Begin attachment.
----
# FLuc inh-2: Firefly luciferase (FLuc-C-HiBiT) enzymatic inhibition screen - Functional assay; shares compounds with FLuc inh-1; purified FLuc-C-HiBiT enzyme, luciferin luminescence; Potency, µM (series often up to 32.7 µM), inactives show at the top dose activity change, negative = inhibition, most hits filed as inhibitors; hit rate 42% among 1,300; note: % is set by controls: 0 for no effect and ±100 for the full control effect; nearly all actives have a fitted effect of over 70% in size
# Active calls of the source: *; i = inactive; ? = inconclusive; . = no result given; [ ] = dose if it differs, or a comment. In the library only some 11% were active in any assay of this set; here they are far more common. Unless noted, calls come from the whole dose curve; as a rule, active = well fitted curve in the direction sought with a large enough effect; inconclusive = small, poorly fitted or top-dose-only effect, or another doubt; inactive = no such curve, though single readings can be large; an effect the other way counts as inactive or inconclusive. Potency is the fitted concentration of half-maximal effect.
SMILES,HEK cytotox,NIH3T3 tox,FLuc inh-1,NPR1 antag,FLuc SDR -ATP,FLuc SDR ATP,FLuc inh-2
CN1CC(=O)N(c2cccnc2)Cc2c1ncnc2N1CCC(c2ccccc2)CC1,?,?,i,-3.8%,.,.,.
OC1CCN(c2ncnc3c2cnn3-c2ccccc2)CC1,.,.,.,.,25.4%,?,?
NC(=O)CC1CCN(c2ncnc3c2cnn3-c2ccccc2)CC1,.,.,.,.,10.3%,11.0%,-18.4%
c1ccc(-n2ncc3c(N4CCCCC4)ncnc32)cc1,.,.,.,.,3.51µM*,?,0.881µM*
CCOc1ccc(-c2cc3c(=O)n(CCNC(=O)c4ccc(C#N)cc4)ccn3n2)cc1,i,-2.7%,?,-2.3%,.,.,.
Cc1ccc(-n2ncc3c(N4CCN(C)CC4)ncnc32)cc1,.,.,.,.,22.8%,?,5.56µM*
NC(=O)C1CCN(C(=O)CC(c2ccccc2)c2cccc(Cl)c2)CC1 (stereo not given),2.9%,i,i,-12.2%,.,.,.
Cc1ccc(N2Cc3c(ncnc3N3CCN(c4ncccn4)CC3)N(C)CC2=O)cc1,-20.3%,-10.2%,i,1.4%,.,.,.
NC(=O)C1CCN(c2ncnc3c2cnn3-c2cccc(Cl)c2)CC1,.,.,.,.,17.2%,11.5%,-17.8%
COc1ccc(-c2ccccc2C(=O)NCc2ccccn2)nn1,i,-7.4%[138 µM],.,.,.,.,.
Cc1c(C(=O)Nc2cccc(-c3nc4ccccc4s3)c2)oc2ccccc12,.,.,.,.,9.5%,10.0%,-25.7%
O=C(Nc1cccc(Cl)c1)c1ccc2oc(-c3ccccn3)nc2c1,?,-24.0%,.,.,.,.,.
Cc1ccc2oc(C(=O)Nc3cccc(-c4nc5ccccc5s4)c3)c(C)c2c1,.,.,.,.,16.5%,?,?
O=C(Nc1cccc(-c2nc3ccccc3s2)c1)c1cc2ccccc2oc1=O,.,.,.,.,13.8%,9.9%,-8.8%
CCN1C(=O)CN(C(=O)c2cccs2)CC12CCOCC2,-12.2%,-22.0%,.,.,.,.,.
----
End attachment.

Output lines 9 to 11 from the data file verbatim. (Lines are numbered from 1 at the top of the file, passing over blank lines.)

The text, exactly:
Cc1ccc(-n2ncc3c(N4CCN(C)CC4)ncnc32)cc1,.,.,.,.,22.8%,?,5.56µM*
NC(=O)C1CCN(C(=O)CC(c2ccccc2)c2cccc(Cl)c2)CC1 (stereo not given),2.9%,i,i,-12.2%,.,.,.
Cc1ccc(N2Cc3c(ncnc3N3CCN(c4ncccn4)CC3)N(C)CC2=O)cc1,-20.3%,-10.2%,i,1.4%,.,.,.